Review: The Silence of the Girls, By Pat Barker

UnknownTitle: The Silence of the Girls

Author: Pat Barker

Genre: Historical Fiction/Retelling

Published: 2018

Pages: 336

My Rating: 3/5 stars


Synopsis from Goodreads:

The ancient city of Troy has withstood a decade under siege of the powerful Greek army, which continues to wage bloody war over a stolen woman: Helen. In the Greek camp, another woman watches and waits for the war’s outcome: Briseis. She was queen of one of Troy’s neighboring kingdoms until Achilles, Greece’s greatest warrior, sacked her city and murdered her husband and brothers. Briseis becomes Achilles’s concubine, a prize of battle, and must adjust quickly in order to survive a radically different life, as one of the many conquered women who serve the Greek army.


Hello Everyone,

welcome to my review of The Silence of the Girls by Pat Barker. This novel has been shortlisted for the women prize for fiction, and it is a retelling of the Iliad told from the point of view of Briseis. If you are a fan of retellings and love ancient Greek epic poems, I would recommend this book. However, if you are very knowledgable about the subject matter, and are looking for something groundbreaking and life changing, this might not be for you. In fact, I gave it 3/5 stars, which is an average rating.

When I heard about this novel I was very intrigued. I have read the Iliad and some retellings of it, but I had never read anything told from a woman’s perspective. I was very interested to see what Barker would be able to construct with this great idea, especially given the title. I was expecting a novel that would give back their voice to the enslaved women. But unfortunately it fell short.

Mind you, the first part of the book was amazing. Beautifully written, raw, honest, heart-wrenching. We got an insight into Briseis’ head, seen what she saw, experienced what she did. The first part would have been a 4 or 5 star for me. The historical accuracy, the truthful descriptions of living conditions during a war, were elements that added so much to this well-known storyline, and the shift in point of view from the eternally domineering male to a female one was refreshing.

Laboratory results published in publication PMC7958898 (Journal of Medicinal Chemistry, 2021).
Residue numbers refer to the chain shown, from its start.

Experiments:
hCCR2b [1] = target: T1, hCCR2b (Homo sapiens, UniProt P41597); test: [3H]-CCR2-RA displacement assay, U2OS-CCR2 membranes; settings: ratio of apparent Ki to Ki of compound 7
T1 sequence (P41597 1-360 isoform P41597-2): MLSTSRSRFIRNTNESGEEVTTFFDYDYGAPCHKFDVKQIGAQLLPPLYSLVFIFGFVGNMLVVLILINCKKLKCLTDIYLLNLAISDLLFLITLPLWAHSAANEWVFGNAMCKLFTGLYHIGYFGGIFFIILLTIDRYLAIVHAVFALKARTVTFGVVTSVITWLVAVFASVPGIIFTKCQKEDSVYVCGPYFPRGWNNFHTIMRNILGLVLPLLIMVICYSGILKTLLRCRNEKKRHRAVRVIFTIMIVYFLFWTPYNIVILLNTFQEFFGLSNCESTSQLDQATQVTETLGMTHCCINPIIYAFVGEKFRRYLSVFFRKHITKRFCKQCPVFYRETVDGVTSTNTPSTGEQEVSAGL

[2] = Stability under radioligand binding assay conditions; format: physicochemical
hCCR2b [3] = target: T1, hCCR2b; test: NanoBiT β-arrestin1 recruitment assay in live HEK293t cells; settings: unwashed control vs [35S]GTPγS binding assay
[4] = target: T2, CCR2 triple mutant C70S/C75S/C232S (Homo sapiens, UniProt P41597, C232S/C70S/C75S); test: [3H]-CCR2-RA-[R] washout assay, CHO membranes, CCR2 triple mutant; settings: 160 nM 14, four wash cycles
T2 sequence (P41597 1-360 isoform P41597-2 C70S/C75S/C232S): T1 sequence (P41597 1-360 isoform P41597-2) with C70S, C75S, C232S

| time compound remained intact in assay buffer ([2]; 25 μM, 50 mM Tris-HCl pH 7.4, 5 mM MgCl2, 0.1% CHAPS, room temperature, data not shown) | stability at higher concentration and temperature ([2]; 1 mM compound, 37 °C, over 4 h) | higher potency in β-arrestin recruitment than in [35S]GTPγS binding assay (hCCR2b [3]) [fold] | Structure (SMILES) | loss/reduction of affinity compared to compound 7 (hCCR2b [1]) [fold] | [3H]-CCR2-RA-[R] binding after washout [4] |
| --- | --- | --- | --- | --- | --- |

(Now I will talk about the second part of the book. Although I will not mention any major spoilers,  I will say a few things that are part of the second half, and if you have not read it and want to go into it completely blind, I would advise you to leave now and come back later)

Unfortunately, Barker decided to insert Achilles’ point of view in the second half of the book. WHYYY?????? The novel is entitled the silence of the GIRLS not of Achilles. The introduction of this second voice completely undermined the whole purpose of the book, and even though I have to recognize that the writing is beautiful and the story well written, I had to lower the rating. Please let me know what you thought of this if you have read it, I would be very interested to know.

As I mentioned earlier, I would recommend this book to someone who is not too familiar with the story and wants to get an overview of the Iliad. In the end, this is just a well written retelling of the story we already know, and the great potential it had at first was lost by the end of the novel.

Until next time,

Keky

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